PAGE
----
Today I am going to walk direct from the caravan site. Domo CL is ideally located for easy access to some interesting walks and I plan to explore some of the tracks and lanes in the local area.
Leaving the site I head to the southern end of the Old Racecourse to join the Offa’s Dyke Path heading south. The first section is through a dark wooded area but the path soon runs besides fields and then reaches a junction of paths at a clearing, here I get a chance to enjoy the stunning views to the west.
Offa’s Dyke Path is well-marked and easy to follow. So continuing through trees I ignore all the footpaths and tracks leading off. It does need a level of concentration to spot the way-markers in some areas where there are path crossings, but it is relatively straightforward.
The path eventually descends quickly to reach a driveway leading to a minor road at Tyn-y-coed. I turn right over a bridge, we’ve not walked far but Crosby knows from our previous walks in this area that there is refreshing water in the stream so we stop so he can have a drink and paddle.
Refreshed we head off again along the minor road, soon taking a turning up a road on the left (still on the Offa’s Dyke path). This road heads steeply uphill to a T-junction. I had planned to continue on the Offa’s Dyke path which heads from here through fields of pasture, but the field is full of cattle, and if there is an option, I prefer not to walk through cattle with Crosby. So I turn right to walk along the road for a few hundred yards passing a farm and then turning left along a country lane.
At a junction I keep right and continue along a lane to reach a T junction where I turn left on a lane signposted towards Oswestry, within a couple of hundred yards I take a footpath on the right leading into the village of Trefonen. I know from my previous visit here that this lane “The Gutter” served the local mining community and linked collieries around the village.
The lane emerges into an area of housing and then at the end of the road I turn right along Bellan Lane heading west away from the centre of the village.
I stay on this lane as it sweeps to the right joining Dallas Lane and then at a junction turn left along Little London Lane. When the tarmac lane finishes the route continues along a track.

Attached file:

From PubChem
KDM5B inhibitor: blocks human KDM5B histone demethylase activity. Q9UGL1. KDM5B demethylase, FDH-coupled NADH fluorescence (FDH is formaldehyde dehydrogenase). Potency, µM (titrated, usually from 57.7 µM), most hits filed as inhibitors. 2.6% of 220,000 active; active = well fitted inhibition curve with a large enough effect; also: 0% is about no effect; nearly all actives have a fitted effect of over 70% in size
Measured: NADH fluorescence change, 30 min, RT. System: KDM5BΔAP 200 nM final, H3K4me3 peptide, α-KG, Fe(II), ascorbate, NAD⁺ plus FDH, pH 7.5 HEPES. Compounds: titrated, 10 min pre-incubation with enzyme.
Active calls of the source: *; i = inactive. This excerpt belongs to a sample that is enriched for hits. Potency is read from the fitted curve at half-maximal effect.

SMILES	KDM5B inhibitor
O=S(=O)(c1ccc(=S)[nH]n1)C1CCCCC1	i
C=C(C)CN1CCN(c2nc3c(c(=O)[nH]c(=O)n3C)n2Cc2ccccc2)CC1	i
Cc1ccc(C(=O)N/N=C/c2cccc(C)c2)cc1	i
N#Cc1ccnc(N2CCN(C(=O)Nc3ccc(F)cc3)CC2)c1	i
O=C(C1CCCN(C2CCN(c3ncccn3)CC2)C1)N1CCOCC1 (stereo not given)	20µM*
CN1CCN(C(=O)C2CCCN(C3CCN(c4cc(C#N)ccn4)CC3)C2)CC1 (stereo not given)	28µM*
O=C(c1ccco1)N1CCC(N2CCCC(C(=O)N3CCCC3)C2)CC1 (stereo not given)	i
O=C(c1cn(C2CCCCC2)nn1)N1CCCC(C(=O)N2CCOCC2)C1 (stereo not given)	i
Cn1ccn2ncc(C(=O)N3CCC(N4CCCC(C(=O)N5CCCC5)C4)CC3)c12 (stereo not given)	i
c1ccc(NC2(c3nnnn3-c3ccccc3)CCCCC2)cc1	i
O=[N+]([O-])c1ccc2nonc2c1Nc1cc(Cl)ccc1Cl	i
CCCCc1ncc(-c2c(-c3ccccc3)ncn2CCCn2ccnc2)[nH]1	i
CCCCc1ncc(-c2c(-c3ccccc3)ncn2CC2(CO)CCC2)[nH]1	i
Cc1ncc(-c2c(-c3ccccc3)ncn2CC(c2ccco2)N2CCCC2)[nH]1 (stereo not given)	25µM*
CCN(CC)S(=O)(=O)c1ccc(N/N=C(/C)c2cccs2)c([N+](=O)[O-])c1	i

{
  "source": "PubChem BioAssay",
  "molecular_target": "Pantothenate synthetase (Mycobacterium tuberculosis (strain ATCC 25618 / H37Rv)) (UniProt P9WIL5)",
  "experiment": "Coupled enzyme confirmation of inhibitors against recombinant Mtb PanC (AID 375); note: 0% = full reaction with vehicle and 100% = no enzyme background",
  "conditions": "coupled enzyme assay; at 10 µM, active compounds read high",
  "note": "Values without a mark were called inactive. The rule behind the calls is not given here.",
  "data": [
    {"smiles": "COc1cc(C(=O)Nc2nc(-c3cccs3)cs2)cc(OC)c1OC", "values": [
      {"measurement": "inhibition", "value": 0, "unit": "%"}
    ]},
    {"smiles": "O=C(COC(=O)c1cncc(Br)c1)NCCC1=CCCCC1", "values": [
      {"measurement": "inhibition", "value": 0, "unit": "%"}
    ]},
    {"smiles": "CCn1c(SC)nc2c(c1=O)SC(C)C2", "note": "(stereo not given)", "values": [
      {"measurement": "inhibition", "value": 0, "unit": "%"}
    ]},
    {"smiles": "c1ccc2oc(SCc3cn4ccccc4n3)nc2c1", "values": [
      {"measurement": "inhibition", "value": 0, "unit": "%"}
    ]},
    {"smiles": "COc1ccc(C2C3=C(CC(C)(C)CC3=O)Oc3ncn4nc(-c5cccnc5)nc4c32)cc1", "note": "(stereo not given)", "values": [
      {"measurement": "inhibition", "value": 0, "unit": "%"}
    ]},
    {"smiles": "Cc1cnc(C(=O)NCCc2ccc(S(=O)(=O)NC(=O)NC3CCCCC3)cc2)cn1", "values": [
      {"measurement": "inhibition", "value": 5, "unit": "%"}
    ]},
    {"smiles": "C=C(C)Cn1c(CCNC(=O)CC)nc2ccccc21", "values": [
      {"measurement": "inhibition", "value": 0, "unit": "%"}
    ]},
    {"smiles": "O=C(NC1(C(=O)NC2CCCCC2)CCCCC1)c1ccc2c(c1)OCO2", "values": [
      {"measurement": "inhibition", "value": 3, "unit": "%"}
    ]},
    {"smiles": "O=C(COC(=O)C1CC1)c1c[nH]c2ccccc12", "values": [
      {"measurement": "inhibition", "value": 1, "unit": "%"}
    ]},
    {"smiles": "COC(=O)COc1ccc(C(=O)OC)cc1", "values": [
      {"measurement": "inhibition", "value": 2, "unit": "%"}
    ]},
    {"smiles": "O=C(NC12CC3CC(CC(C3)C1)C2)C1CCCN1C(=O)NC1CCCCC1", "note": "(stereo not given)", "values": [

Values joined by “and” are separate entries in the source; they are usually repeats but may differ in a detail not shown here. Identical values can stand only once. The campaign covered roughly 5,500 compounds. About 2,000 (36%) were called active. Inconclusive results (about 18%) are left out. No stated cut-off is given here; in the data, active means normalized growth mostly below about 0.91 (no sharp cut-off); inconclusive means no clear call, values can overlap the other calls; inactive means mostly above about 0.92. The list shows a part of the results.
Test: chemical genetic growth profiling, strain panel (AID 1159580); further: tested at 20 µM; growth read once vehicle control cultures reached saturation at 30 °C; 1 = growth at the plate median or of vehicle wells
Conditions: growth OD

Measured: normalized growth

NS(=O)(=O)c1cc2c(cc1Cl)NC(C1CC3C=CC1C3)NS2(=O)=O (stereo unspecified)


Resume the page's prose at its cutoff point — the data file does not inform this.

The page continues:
On reaching a house the track turns right following footpath signs and heading steadily uphill.
On reaching a minor road I turn right. It is a warm afternoon so I stop in a gateway to give Crosby a drink whilst I admire the view.
The route now follows this minor road as it heads north after a while it starts to descend to a road junction.
At the junction I turn left and walk uphill on the road, after ignoring a junction on the right I continue on until I reach another junction and turn right heading towards Pentre Gaer and Rhydycroesau. After a few minutes I ignore a junction on the right and continue along the lane for a couple of miles towards Rhydycroesau.
Nearing Rhydycroesau I come to a Bronze Age Standing Stone in a field on my right at Cynynion. It is always interesting to come across such stones on my walks, unlike Trig Points I don’t hunt them out, but I am always pleased to see one.
I carry on to reach Rhydycroesau and cross the road by the village hall. Apparently this was the village school before being converted into a community hall. This is very much border country between England and Wales and is emphasised by the fact that the border runs through this village with some residents living in Shropshire and others living in Montgomeryshire, Powys.
I head uphill on the lane and then turn right along another narrow lane which heads steadily downhill to reach Llawnt. On reaching the B4580 I turn left and cross the river on an old stone bridge.
After crossing the bridge I turn left to leave the B4580 following a lane towards Selattyn and Llechrydau. Soon this road starts to head steadily uphill becoming steeper after passing a farm.
At a junction I turn right to follow a minor road signposted to the Old Racecourse and Oswestry.
I am now back on the Offa’s Dyke trail and stay with this to reach the Old Racecourse. After spending much of the afternoon walking on tarmac, albeit very quiet country lanes, it is pleasant to be walking on the grass of the racecourse.
After crossing the B4580 I head back to Domo CL where Lynnie and Dexter are waiting patiently. My walk has covered just over nine miles, there has been a bit too much walking on roads for my liking, but it is still good to get out and clock up some miles.
To follow my walk you will need Ordnance Survey Explorer Map 240 – Oswestry
29th June 2019
© Two Dogs and an Awning (2019)